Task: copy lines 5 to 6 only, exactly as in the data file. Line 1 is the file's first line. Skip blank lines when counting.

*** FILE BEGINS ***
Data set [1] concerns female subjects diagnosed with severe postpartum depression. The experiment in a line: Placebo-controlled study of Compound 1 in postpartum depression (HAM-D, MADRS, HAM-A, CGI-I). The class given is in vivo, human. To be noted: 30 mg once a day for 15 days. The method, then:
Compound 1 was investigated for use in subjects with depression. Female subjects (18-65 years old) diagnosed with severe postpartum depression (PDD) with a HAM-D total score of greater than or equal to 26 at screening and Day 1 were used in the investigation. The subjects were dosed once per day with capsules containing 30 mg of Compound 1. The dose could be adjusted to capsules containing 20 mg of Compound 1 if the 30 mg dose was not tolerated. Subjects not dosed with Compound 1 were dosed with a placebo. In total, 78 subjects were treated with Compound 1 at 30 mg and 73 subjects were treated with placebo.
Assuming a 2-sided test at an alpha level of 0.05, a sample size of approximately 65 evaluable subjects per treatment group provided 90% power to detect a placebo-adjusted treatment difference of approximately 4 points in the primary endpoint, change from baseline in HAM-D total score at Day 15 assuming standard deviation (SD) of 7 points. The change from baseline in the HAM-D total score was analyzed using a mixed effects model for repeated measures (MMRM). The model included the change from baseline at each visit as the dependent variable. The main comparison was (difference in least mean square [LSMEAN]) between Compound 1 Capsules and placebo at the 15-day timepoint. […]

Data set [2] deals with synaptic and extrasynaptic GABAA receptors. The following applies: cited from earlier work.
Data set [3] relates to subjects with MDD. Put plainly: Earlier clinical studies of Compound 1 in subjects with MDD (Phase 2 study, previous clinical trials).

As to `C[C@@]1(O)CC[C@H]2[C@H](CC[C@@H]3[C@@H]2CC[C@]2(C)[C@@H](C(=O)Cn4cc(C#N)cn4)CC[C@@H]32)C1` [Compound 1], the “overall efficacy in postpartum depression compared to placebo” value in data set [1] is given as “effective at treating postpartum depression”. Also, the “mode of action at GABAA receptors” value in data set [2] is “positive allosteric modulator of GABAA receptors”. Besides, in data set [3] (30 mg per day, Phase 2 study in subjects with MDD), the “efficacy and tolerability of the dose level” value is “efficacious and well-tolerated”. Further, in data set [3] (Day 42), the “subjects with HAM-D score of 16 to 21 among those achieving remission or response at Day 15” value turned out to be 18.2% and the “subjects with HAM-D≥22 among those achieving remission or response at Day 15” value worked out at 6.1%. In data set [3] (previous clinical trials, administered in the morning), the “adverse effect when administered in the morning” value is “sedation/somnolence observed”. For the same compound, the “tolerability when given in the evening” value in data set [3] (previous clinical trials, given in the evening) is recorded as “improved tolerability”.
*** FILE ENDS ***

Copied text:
Data set [3] relates to subjects with MDD. Put plainly: Earlier clinical studies of Compound 1 in subjects with MDD (Phase 2 study, previous clinical trials).

As to `C[C@@]1(O)CC[C@H]2[C@H](CC[C@@H]3[C@@H]2CC[C@]2(C)[C@@H](C(=O)Cn4cc(C#N)cn4)CC[C@@H]32)C1` [Compound 1], the “overall efficacy in postpartum depression compared to placebo” value in data set [1] is given as “effective at treating postpartum depression”. Also, the “mode of action at GABAA receptors” value in data set [2] is “positive allosteric modulator of GABAA receptors”. Besides, in data set [3] (30 mg per day, Phase 2 study in subjects with MDD), the “efficacy and tolerability of the dose level” value is “efficacious and well-tolerated”. Further, in data set [3] (Day 42), the “subjects with HAM-D score of 16 to 21 among those achieving remission or response at Day 15” value turned out to be 18.2% and the “subjects with HAM-D≥22 among those achieving remission or response at Day 15” value worked out at 6.1%. In data set [3] (previous clinical trials, administered in the morning), the “adverse effect when administered in the morning” value is “sedation/somnolence observed”. For the same compound, the “tolerability when given in the evening” value in data set [3] (previous clinical trials, given in the evening) is recorded as “improved tolerability”.